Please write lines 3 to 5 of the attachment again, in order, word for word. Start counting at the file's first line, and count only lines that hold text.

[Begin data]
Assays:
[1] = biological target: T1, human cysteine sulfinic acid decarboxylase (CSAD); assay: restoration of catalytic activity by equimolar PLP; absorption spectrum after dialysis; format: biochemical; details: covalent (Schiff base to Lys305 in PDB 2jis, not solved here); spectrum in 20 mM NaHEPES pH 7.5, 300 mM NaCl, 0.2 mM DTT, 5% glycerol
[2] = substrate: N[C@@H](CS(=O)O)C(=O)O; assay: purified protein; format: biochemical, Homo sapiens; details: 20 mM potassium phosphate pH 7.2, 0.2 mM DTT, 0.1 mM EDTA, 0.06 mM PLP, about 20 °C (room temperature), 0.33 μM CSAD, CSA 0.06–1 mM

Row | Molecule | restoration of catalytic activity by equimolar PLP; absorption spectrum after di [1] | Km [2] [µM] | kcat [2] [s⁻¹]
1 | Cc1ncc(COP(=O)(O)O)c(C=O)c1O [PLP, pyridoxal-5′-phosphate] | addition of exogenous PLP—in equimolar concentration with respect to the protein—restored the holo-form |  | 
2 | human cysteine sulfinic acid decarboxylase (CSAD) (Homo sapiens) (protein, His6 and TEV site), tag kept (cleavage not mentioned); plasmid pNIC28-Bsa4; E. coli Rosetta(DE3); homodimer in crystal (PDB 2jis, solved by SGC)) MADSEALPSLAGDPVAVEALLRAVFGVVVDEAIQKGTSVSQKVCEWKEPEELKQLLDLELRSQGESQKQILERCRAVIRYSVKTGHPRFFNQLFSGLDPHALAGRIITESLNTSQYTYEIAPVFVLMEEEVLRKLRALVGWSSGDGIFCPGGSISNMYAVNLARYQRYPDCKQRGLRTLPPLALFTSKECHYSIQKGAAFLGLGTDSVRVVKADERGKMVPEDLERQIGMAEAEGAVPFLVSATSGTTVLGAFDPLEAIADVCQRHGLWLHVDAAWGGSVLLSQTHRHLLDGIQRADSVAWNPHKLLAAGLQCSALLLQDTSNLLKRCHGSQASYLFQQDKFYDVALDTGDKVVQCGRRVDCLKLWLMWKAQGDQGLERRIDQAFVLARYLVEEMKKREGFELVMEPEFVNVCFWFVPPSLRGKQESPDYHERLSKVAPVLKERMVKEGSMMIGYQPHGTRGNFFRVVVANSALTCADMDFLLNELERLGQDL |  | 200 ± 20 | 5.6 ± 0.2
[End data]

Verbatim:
[2] = substrate: N[C@@H](CS(=O)O)C(=O)O; assay: purified protein; format: biochemical, Homo sapiens; details: 20 mM potassium phosphate pH 7.2, 0.2 mM DTT, 0.1 mM EDTA, 0.06 mM PLP, about 20 °C (room temperature), 0.33 μM CSAD, CSA 0.06–1 mM

Row | Molecule | restoration of catalytic activity by equimolar PLP; absorption spectrum after di [1] | Km [2] [µM] | kcat [2] [s⁻¹]
1 | Cc1ncc(COP(=O)(O)O)c(C=O)c1O [PLP, pyridoxal-5′-phosphate] | addition of exogenous PLP—in equimolar concentration with respect to the protein—restored the holo-form |  | 